There’s a yawning chasm between what many Atlanta Public Schools students need to thrive and what their parents are able to provide.
Valerie Williams has made it her mission to stand in that gap, to fill the void both by challenging structural inequality and providing materials to meet children’s immediate needs.
She is co-president in the district’s Washington Cluster Advocacy Group (WCAG), which supports six schools, including her alma mater, Booker .T. Washington High School.
When she sees the faces of Washington students, it’s like looking in a mirror.
“I am those students,” said Williams, who grew up in John Hope Homes, a public housing project named for Morehouse’s first black president. “I didn’t have the parental support that other kids had,” she said. “My mother didn’t attend anything I did in school.”
It wasn’t until she was an adult that Williams, 54, learned her mother had a mental illness.
But where her mother couldn’t help, her teachers did.
“Anything I wanted to do, my teachers paid for…. They took care of me,” she said. “If it wasn’t for the teachers in my high school, I wouldn’t have made it out.”
Today, all but one of Washington’s 818 students are black. All qualify for free and reduced lunch.
“My passion is ensuring equality on the west side of Atlanta and to ensure that Washington gets the resources they need to be successful,” said Williams, who has one child.
For example, Washington’s alumni association recently bought students white dresses, white dress shirts and black slacks for senior recognition day. They’ve paid college admission fees for other students and purchased shoes for a homecoming queen.

“My passion is ensuring equality on the west side of Atlanta and to ensure that Washington gets the resources they need to be successful”

But those efforts can’t compensate for the community’s poverty – and her work is no match for the luxuries more affluent parents are able to marshal for their children.
“It’s not that our teachers aren’t passionate about teaching and students aren’t passionate about learning, it’s that we’re not afforded the resources to be successful,” Williams said.
Williams can’t help but notice the extras at other schools, such as North Atlanta and Henry W. Grady high schools. Both schools have far more white students and far fewer students living in poverty.
About 75 percent of APS students qualify for free or reduced lunch, but that falls to 37 percent at Grady and 35 percent at North Atlanta High. Nearly 36 percent of Grady’s students and 32 percent of North Atlanta’s students are white, compared to 0 percent at Washington.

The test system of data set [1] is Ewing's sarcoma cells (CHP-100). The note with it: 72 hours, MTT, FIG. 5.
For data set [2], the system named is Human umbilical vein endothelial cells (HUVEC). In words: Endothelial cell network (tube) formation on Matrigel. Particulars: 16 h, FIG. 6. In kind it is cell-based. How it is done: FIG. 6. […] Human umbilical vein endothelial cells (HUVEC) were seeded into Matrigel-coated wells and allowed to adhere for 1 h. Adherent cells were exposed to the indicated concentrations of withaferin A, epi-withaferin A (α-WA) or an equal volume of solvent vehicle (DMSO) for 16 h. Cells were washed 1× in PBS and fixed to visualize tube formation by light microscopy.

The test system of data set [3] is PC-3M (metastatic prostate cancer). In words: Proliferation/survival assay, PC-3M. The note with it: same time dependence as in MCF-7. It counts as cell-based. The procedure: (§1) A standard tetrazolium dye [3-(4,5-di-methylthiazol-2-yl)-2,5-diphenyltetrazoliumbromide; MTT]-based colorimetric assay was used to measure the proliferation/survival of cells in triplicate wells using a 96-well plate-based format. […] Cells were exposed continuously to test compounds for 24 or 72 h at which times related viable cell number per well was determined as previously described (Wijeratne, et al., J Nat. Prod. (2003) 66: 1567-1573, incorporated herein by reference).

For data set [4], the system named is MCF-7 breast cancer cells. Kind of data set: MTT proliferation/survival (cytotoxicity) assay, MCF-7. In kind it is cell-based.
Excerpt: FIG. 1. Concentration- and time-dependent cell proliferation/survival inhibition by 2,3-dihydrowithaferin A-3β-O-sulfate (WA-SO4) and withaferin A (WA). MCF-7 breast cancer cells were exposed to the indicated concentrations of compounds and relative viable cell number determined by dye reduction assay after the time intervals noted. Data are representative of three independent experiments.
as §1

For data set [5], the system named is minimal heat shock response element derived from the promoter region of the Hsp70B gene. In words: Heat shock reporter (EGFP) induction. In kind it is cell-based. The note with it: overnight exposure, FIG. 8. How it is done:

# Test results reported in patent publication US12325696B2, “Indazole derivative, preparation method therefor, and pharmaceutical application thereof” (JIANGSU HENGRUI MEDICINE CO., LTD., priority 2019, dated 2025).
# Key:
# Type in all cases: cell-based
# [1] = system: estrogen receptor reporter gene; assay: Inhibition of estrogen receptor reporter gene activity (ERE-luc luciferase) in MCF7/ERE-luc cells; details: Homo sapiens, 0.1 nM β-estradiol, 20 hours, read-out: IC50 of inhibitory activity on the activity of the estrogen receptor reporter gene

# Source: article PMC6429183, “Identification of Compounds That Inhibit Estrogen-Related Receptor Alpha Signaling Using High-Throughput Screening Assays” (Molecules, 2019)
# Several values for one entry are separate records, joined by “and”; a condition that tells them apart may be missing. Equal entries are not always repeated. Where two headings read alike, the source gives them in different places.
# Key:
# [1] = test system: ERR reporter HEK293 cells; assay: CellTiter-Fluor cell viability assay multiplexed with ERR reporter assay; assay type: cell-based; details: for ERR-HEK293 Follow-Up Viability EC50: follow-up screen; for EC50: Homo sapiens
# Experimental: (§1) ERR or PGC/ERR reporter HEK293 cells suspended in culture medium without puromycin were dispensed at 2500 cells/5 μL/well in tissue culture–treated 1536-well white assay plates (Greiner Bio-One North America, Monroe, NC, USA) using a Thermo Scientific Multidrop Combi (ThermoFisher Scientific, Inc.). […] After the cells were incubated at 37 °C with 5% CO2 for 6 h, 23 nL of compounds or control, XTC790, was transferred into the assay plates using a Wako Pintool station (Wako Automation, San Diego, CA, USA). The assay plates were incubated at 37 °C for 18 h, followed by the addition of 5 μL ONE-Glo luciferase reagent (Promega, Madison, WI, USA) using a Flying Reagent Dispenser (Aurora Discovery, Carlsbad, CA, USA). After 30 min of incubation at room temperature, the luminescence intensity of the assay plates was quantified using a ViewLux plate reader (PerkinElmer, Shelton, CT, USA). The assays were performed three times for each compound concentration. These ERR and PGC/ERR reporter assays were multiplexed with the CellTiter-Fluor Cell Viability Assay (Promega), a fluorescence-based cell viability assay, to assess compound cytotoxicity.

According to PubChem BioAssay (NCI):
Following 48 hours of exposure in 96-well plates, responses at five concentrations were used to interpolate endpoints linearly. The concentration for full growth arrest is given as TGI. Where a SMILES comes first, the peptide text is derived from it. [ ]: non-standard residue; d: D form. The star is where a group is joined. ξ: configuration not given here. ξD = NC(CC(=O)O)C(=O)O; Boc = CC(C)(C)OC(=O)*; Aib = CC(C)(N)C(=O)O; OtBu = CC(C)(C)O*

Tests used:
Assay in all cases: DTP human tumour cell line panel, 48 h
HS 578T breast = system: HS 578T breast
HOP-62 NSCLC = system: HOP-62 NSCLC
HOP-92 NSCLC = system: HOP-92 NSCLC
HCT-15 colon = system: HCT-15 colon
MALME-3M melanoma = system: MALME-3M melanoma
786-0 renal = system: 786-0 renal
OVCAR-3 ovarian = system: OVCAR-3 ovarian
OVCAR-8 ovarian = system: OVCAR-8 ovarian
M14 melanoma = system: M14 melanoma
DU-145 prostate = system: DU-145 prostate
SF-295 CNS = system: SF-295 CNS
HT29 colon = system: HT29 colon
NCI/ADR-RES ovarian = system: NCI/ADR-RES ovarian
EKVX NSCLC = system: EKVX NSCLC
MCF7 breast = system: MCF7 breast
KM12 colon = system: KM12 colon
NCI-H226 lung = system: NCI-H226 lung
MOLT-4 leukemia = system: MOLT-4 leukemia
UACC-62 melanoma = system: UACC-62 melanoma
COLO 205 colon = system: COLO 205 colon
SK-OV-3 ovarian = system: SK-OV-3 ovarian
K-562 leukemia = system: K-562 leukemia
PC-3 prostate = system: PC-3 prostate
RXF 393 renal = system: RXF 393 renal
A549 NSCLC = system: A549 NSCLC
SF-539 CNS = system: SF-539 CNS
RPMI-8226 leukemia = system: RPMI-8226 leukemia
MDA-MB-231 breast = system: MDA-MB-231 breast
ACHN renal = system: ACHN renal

A glaring example of the resource disparity is Grady’s Walden Athletic Complex, Williams says. “They have just built a $5 million sports complex with the Atlanta skyline being the backdrop for one school,” she said.
Williams’ estimate is short by $3 million – the complex cost $8 million. And Inman Middle School will also use the sports complex, which has a natural turf baseball field.
But as long as some students at publicly funded schools have so many extras when others don’t have the basics, Williams will never rest.
There’s a racial inequity that hangs over the disparities, too. Williams has seen an influx of affluent, white families attracted to more affordable homes in predominantly black Westside neighborhoods and she worries about gentrification. The number of white students in APS is up by nearly 70 percent, from just over 4,700 in 2008 to more than 8,000 in 2018, according to the Georgia Department of Education.
To attract more white students, Williams claims, APS has “catered to the north side of town. That’s where the inequities come in.”
When North Atlanta High opened in 2013, it was the most expensive school in the entire state, with a $147 million price tag. The 11-story school has a gleaming lobby, a spiral staircase, a parking garage and a smoothie station.
Meanwhile, Washington cluster students work on aging computers with slow Internet access. “Our parents are not lawyers, so they can’t go to their firm and advocate to get resources. Our parents aren’t part of the Chamber of Commerce,” Williams said.
“We don’t have parents who can come out and say, ‘There’s a need, we’re going to raise money or start a nonprofit.’ Our parents don’t know how to do that. Our parents have to work two and three jobs.”
The WCAG’s plan to help the cluster’s schools combines a rebranding campaign to amplify the schools’ successes, but also practical solutions to address families’ realities.
“I want to get food pantries in for all the schools in the cluster. We need to have a clothes closet for parents when they have a job interview,” she said.
“We have to reach out to the entire household, and not just the child who comes to the school.”
In the end, the oft-used proverb is still true. “We’ve just got to really become the village that we say we are.”